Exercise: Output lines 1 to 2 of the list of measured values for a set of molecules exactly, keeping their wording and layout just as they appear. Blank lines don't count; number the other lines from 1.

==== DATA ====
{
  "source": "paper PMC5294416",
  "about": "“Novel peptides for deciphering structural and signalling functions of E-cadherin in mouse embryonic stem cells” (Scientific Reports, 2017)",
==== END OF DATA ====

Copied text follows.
{
  "source": "paper PMC5294416",